(A South American Folktale)
Long ago, a fisherman and his wife lived in a tiny mud hut near the river. They had seven children, and the wife was pregnant once again. The fisherman worked day and night, but seldom had enough to feed his family.
One day, the oldest son returned from a walk with a little puppy that was nearly starved to death. “Please let us keep him,” the son begged.
The fisherman could never refuse his children. That day, as he cast his net, he prayed, “Please, help me find a way to feed my family.”
Just then, he heard a voice from the river: “Fisherman, I am the river giant. I will reward you with endless fish from my river if you promise to give me whatever new item you find in your home today.”
Although the fisherman knew his son would be sad to lose the puppy, he could not refuse such fortune. “I promise,” he whispered. “I will give you the newest thing I find at home.”
The voice called again: “Tomorrow morning, bring me your gift, or you will lose your life.”
The fisherman cast his net and when he pulled it in, there were more fish than he could count. He happily ran all the way home with an overflowing basket, but when he reached the hut, his oldest son ran outside with startling news.
“Father, we have a new member of the family!” he cried. “Mother has given birth!”
The fisherman raced inside and wrapped his arms around his wife. “I have done something terrible!” he sobbed as he told her of his vow to the river giant.
She also wept and all night they tried to think of a way to break their promise, but they could think of nothing. The next morning, the fisherman’s wife kissed her baby goodbye and the fisherman carried the baby to the riverbank. As promised, he cast the child into the water, and the river giant pulled the baby into his strong arms and carried him to his palace.
Eighteen years passed. The boy grew into a happy young man, with eyes set as deep as the river and hair with dark waves like the current. One morning, the river giant told his son he was going on a journey.
“You must not move or change anything you encounter, or you will die,” the river giant explained. Naturally, the boy agreed. He had always obeyed the only father he had ever known.
Days passed on his lonely journey, and he began to miss the voice of the river giant. He came upon a house he had never seen. He walked to the door, turned the key and entered, where he found a lion eating hay. He quickly turned and locked the door behind him.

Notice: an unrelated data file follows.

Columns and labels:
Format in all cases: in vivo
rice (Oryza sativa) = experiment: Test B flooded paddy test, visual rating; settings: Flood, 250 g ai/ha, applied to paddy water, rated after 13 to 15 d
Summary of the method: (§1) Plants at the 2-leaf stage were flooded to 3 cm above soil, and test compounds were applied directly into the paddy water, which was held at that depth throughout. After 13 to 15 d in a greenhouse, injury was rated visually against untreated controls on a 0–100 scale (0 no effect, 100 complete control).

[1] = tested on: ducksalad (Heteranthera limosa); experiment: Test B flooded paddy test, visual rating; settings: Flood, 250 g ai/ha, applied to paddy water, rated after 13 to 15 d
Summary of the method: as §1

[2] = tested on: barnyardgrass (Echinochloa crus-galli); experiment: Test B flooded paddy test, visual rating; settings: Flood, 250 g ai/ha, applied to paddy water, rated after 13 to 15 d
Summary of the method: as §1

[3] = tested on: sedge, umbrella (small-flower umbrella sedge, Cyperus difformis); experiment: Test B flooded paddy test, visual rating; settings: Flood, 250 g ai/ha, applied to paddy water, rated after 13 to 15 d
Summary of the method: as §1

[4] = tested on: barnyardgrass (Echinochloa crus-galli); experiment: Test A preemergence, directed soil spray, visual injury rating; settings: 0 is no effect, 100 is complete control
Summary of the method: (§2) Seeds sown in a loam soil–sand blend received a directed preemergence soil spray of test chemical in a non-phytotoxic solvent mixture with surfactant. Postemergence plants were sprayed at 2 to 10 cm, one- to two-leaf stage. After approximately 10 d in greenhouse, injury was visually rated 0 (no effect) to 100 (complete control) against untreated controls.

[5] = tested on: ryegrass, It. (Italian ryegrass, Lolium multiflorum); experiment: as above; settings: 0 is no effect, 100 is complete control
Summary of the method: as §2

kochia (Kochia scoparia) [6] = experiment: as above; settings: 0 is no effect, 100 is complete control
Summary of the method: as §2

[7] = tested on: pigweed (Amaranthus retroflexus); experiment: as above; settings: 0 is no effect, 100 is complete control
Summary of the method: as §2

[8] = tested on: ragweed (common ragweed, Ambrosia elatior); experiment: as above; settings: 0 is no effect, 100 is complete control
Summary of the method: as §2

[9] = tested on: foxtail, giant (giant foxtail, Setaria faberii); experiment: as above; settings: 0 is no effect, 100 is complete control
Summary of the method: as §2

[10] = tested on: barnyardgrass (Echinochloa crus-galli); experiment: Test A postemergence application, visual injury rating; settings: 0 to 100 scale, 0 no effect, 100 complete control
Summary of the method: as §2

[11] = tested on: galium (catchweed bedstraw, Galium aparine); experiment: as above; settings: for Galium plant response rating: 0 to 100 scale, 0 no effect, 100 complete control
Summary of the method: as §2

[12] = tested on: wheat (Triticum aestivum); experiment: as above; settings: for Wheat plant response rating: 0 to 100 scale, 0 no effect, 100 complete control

Days passed and again he grew lonely on his journey. Once again, he came upon a house he had never seen, and inside he found a beautiful black horse and a rack of meat.
“Can you find me some hay?” the horse asked. “If you do, we will serve you forever.”
The boy told the horse he would think about this. A few days later on his journey, he came upon another house he had never seen. Inside, he found swords, shields and knives. He touched nothing and once again locked the door behind him.
The next day, he returned to the horse’s house and took the meat. Then he went to the house with the swords and took one. Then he went to the lion’s house. He delivered the meat and, wielding the sword, asked, “May I take this hay?”
“Of course, I will never harm you,” the lion said. “Take the hay, and know I will protect you forever.”
The boy delivered the hay to the horse, but he was shaking. “I fear I’ll lose my life since I have disobeyed my father,” he said.
“Since I am the source of your troubles, I will help you escape,” the horse replied. He instructed the boy to gather his belongings as well as a sword, knife and shield. Then he told him to mount his back. They sped away as fast as lightning and traveled to a faraway kingdom.
There, the boy saw the first human being he had seen since the day he was born — the king!
“Please,” the boy begged, “let me stay and work for you.”
“You may be our gardener. You will carry bouquets to my daughter every morning,” the king said. And so the boy set to work, and each morning he brought a bouquet to the princess.
Meantime, princes from other kingdoms were wooing the princess. When they sang to her, the boy listened, so he opened his mouth to try to sing. He soon discovered his voice was as soothing as the rushing river.
The princess began to fall in love with him — he was gentle and handsome, and his voice was more beautiful than anything she had ever heard.
The next day, a wild beast raced toward the kingdom. All the princes gathered to slay it, but it was the boy — blessed by his horse and his magical sword — who killed the creature.
Although the princes tried to pretend they had slain the beast, the villagers knew who the hero was.
“He is the valiant one!” they said.
The princess was overjoyed, for she loved the boy.
They married the very next day. When the river giant heard about the wedding, he sent the new bride a necklace of pearls, for he truly loved his adopted son.
The river giant forever kept his promise to the fisherman, whose family became quite rich through their arrangement. Sadly, however, the fisherman and his family never knew of their youngest boy’s good fortune.